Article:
Once a divisive issue (and sure way not to get a job), tattoos are now embraced at all levels of society as a form of self-expression. And thanks to platforms like Instagram—where great artists can display their work—it’s never been easier or more accessible to get inked.
That being said, there are still some vital points to consider before taking the plunge, which is why we've consulted the guys over at Frith Street Tattoo, one of London's leading tattoo shops, to help talk you through the dos and don'ts before marking yourself for life.
1 | How To Tell You're Going To A Good Artist
Time was, if you wanted to get a tattoo, you'd head to your local port town saloon in search of the shadiest looking guy there before chucking him a tenner for a crude heart, dagger or darting swallow for your forearm - along with a hearty dose of Hepatitis C. Thankfully those days are - mostly - behind us, which is why you need to visit a good artist.
Jodie, from Frith Street, suggests following the below points when choosing.
- Make sure the shop has a visible 'special treatments' license on display from their local council. This means they adhere to safety and hygiene standards and are checked annually.
- Does the style of your artist suit what you want? Make sure they have experience in the type of art you want.
- Ask for a consultation. They should be free and they're a good chance to meet the tattooist to see if you both get on and check you're on the same page before any needles come out.
- Does the artist actually have tattoos? It sounds odd, but there are some out there without, which should always make you cautious.
2 | Ways To Ensure Everything Goes Smoothly
When approaching your first tattoo, it's very easy to become wrapped up in the minutiae of your design, which can sometimes make your expectations unrealistic or just plain irritating. As Jodie says: "Once you've found a talented tattooer you trust, listen to them and take their advice."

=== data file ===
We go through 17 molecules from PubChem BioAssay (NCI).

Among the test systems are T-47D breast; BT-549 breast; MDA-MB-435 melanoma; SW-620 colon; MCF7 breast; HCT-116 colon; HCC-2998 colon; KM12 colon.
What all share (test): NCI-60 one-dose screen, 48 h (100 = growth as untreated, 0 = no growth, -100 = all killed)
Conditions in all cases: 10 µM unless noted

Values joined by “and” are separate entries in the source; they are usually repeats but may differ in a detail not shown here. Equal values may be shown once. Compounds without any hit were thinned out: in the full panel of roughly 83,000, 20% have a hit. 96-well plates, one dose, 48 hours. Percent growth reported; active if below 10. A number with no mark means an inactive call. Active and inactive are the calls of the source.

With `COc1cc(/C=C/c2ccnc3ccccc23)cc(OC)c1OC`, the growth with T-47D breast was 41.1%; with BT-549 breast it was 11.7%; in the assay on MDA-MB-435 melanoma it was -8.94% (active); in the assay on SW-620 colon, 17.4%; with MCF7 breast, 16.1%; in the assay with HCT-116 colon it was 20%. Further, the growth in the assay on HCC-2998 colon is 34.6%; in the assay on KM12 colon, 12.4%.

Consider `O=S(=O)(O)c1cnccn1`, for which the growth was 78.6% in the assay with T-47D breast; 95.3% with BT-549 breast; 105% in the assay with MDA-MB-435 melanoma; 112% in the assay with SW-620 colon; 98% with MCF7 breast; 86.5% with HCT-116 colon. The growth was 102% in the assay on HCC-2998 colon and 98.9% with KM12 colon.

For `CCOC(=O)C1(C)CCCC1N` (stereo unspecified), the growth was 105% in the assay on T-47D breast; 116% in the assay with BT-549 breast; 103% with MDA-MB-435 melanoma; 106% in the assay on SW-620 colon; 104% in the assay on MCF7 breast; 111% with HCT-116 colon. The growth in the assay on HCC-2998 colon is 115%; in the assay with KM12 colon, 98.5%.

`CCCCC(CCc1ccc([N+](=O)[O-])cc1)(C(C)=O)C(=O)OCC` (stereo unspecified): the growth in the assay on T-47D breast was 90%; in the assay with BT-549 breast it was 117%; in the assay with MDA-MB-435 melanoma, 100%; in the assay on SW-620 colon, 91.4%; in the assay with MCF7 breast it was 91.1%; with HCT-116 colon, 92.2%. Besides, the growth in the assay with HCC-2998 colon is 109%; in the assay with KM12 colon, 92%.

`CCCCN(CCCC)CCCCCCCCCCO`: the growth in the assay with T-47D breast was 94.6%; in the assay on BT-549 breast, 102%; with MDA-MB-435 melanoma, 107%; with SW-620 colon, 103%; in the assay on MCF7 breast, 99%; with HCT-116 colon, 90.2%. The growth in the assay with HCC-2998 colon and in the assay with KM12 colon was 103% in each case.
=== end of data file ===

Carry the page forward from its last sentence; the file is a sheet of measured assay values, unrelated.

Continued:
"Your skin isn't a static surface, it twists, moves and ages and that needs to be taken into account too."
Also, try not to arrive for your tattoo with an entourage in tow: "It's so much easier to get into the zone, relax, and sit still if you aren't talking to your mates."
Finally, refrain from drinking prior to your tattoo, or arriving hungover. Alcohol is an anticoagulant, so you'll just bleed more. But do make sure you eat beforehand. You're likely going to be nervous and tattooing can take a long, long time.
"Save that celebratory drink for after," says Jodie.
3 | How Much Should It Cost?
Ah, time to reel out the age old truism of, "A good tattoo is rarely cheap, and a cheap tattoo is rarely good." It is a massive cliche, but definitely an accurate one.
People are often surprised to discover just how much a tattoo by a well-established artist can cost. You're likely looking at anywhere from £80-150 per hour, depending on their reputation and waiting list.
It's important you check with the shop and artist first. Some might give you a fixed price for a piece of work that will take a couple of hours or a day. Whereas others may charge you by the hour. Although this typically only happens when you're getting a large design that may take up multiple sessions.
As Jodie says: "Your price will also depend on the level of detail, intricacy and time.”
4 | What Trends Should You Be Aware Of
Trends are a tricky one when it comes to tattoos. People's tastes are obviously highly subjective and a tattoo doesn't have to 'mean' anything beyond you liking it, but, as Jody says: "Perhaps stay away from the first few pages of Pinterest, and take your tattooers advice on size. Tiny isn't always the best idea when considering a tattoos longevity."
While it's hard to advise on what visual trends you should or shouldn't follow (apart from steer clear of anything 'tribal'), there are some tattooing techniques which are currently in vogue - such as stick and poke tattooing and single needle tattooing.
Used by artists like Adam Sage, stick and poke is an old school approach that shuns the use of electric machines, instead opting for just a needle and a pot of ink. The result is a very fine and distinctive outline, and it's actually a lot less painful than a regular electric tattoo, but it will take longer.
Whereas the majority of tattoo machines use up to eight needles, single needle tattooing uses (funnily enough) just the one. Currently pioneered by L.A-based artist Dr Woo, the results are an incredibly detailed and mellow looking tattoo; like a pencil drawing.
5 | How To Care For Your Tattoo
In Naomi's words "Hot water and soap. That really is all you need. Fancy creams aren't going to heal a tattoo - keeping it clean allows your body to heal."
"Long term you need to protect the tattoo from sun. Sun will damage your tattoo just like it damages your skin. The first summer is the most important but I always recommend factor 50."
You can also pick up a tube of Bepanthen (nappy rash cream), to keep your tattoo moisturised for the first week or so after getting it.
From: Esquire UK.